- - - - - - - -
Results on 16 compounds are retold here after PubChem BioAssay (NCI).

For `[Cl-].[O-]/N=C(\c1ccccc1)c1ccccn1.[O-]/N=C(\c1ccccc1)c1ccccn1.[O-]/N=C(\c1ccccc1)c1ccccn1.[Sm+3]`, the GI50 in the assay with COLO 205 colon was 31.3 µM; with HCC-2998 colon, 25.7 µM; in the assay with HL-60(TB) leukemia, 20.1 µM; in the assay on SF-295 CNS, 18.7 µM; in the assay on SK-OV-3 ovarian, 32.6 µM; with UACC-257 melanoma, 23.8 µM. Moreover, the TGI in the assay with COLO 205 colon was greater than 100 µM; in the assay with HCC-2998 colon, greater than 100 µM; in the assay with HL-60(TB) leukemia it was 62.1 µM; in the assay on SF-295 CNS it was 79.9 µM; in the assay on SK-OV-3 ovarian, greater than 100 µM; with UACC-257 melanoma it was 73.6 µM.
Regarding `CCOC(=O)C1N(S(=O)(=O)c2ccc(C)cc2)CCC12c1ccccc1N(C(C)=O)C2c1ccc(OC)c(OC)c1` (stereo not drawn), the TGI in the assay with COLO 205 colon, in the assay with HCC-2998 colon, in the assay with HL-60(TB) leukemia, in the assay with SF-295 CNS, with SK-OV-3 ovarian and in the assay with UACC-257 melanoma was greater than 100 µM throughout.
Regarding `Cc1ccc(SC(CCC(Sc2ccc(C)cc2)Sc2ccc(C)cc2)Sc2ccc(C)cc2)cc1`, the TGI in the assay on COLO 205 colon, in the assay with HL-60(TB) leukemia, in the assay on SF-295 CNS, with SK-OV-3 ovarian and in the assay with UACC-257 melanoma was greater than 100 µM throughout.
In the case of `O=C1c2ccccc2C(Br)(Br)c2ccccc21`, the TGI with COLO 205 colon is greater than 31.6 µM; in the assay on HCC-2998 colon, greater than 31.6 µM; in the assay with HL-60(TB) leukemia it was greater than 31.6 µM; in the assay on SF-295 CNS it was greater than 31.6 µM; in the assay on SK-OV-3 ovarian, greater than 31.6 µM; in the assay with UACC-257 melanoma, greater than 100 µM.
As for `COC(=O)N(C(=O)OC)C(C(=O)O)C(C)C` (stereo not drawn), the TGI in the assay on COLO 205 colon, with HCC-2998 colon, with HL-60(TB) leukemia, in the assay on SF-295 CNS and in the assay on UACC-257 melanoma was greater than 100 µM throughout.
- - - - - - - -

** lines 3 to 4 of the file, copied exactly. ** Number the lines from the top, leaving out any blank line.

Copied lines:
Regarding `CCOC(=O)C1N(S(=O)(=O)c2ccc(C)cc2)CCC12c1ccccc1N(C(C)=O)C2c1ccc(OC)c(OC)c1` (stereo not drawn), the TGI in the assay with COLO 205 colon, in the assay with HCC-2998 colon, in the assay with HL-60(TB) leukemia, in the assay with SF-295 CNS, with SK-OV-3 ovarian and in the assay with UACC-257 melanoma was greater than 100 µM throughout.
Regarding `Cc1ccc(SC(CCC(Sc2ccc(C)cc2)Sc2ccc(C)cc2)Sc2ccc(C)cc2)cc1`, the TGI in the assay on COLO 205 colon, in the assay with HL-60(TB) leukemia, in the assay on SF-295 CNS, with SK-OV-3 ovarian and in the assay with UACC-257 melanoma was greater than 100 µM throughout.